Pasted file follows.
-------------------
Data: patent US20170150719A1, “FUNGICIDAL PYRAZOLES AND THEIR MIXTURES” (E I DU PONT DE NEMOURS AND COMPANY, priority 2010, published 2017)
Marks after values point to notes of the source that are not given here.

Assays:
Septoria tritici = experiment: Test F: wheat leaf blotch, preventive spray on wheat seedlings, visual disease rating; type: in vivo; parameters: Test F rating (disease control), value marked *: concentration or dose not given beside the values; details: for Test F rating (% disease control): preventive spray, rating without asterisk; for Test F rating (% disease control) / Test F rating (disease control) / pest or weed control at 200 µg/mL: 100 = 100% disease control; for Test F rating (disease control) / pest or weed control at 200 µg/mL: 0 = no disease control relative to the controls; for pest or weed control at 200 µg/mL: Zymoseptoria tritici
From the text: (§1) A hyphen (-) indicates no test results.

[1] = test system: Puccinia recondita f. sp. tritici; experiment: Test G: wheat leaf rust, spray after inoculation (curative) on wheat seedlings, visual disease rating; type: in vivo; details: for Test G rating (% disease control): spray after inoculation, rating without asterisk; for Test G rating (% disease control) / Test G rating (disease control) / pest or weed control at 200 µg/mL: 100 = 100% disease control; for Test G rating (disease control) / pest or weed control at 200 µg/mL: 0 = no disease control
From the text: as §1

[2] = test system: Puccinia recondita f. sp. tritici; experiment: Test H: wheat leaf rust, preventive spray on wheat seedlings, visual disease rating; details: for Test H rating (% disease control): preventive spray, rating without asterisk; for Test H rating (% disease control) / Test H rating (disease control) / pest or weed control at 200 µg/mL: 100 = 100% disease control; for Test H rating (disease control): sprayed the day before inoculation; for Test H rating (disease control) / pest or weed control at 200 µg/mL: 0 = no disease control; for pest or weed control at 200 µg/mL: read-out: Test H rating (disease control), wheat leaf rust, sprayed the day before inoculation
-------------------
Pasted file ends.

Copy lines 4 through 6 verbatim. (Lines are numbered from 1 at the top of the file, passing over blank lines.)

Septoria tritici = experiment: Test F: wheat leaf blotch, preventive spray on wheat seedlings, visual disease rating; type: in vivo; parameters: Test F rating (disease control), value marked *: concentration or dose not given beside the values; details: for Test F rating (% disease control): preventive spray, rating without asterisk; for Test F rating (% disease control) / Test F rating (disease control) / pest or weed control at 200 µg/mL: 100 = 100% disease control; for Test F rating (disease control) / pest or weed control at 200 µg/mL: 0 = no disease control relative to the controls; for pest or weed control at 200 µg/mL: Zymoseptoria tritici
From the text: (§1) A hyphen (-) indicates no test results.

[1] = test system: Puccinia recondita f. sp. tritici; experiment: Test G: wheat leaf rust, spray after inoculation (curative) on wheat seedlings, visual disease rating; type: in vivo; details: for Test G rating (% disease control): spray after inoculation, rating without asterisk; for Test G rating (% disease control) / Test G rating (disease control) / pest or weed control at 200 µg/mL: 100 = 100% disease control; for Test G rating (disease control) / pest or weed control at 200 µg/mL: 0 = no disease control